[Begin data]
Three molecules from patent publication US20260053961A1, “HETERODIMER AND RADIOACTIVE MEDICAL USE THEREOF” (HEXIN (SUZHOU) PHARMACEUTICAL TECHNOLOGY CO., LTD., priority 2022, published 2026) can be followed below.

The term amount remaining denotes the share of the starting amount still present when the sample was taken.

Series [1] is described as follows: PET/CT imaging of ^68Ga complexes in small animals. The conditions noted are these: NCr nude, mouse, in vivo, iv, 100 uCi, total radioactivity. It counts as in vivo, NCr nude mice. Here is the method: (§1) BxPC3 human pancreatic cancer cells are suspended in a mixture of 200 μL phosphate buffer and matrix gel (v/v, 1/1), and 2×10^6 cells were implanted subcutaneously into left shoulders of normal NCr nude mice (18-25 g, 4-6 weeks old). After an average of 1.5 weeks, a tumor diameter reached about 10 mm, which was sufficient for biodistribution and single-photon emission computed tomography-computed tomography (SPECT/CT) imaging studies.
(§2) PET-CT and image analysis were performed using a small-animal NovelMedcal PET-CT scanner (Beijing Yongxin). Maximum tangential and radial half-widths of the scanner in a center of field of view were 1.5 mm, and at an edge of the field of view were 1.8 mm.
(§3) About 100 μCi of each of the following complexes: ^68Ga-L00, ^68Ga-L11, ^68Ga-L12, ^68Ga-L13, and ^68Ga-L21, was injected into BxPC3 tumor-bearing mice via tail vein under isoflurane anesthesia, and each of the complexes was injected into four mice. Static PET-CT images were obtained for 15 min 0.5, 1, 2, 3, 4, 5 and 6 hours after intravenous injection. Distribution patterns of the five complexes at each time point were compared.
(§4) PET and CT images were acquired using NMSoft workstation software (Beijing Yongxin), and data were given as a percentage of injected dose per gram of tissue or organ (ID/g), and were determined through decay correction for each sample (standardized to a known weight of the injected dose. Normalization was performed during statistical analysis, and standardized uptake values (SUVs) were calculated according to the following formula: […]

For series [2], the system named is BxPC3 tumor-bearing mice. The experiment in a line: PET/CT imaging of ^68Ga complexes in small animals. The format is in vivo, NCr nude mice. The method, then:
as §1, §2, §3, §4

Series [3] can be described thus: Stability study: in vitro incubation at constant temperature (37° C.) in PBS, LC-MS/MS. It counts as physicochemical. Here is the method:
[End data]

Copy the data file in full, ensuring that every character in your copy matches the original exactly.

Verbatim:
Three molecules from patent publication US20260053961A1, “HETERODIMER AND RADIOACTIVE MEDICAL USE THEREOF” (HEXIN (SUZHOU) PHARMACEUTICAL TECHNOLOGY CO., LTD., priority 2022, published 2026) can be followed below.

The term amount remaining denotes the share of the starting amount still present when the sample was taken.

Series [1] is described as follows: PET/CT imaging of ^68Ga complexes in small animals. The conditions noted are these: NCr nude, mouse, in vivo, iv, 100 uCi, total radioactivity. It counts as in vivo, NCr nude mice. Here is the method: (§1) BxPC3 human pancreatic cancer cells are suspended in a mixture of 200 μL phosphate buffer and matrix gel (v/v, 1/1), and 2×10^6 cells were implanted subcutaneously into left shoulders of normal NCr nude mice (18-25 g, 4-6 weeks old). After an average of 1.5 weeks, a tumor diameter reached about 10 mm, which was sufficient for biodistribution and single-photon emission computed tomography-computed tomography (SPECT/CT) imaging studies.
(§2) PET-CT and image analysis were performed using a small-animal NovelMedcal PET-CT scanner (Beijing Yongxin). Maximum tangential and radial half-widths of the scanner in a center of field of view were 1.5 mm, and at an edge of the field of view were 1.8 mm.
(§3) About 100 μCi of each of the following complexes: ^68Ga-L00, ^68Ga-L11, ^68Ga-L12, ^68Ga-L13, and ^68Ga-L21, was injected into BxPC3 tumor-bearing mice via tail vein under isoflurane anesthesia, and each of the complexes was injected into four mice. Static PET-CT images were obtained for 15 min 0.5, 1, 2, 3, 4, 5 and 6 hours after intravenous injection. Distribution patterns of the five complexes at each time point were compared.
(§4) PET and CT images were acquired using NMSoft workstation software (Beijing Yongxin), and data were given as a percentage of injected dose per gram of tissue or organ (ID/g), and were determined through decay correction for each sample (standardized to a known weight of the injected dose. Normalization was performed during statistical analysis, and standardized uptake values (SUVs) were calculated according to the following formula: […]

For series [2], the system named is BxPC3 tumor-bearing mice. The experiment in a line: PET/CT imaging of ^68Ga complexes in small animals. The format is in vivo, NCr nude mice. The method, then:
as §1, §2, §3, §4

Series [3] can be described thus: Stability study: in vitro incubation at constant temperature (37° C.) in PBS, LC-MS/MS. It counts as physicochemical. Here is the method: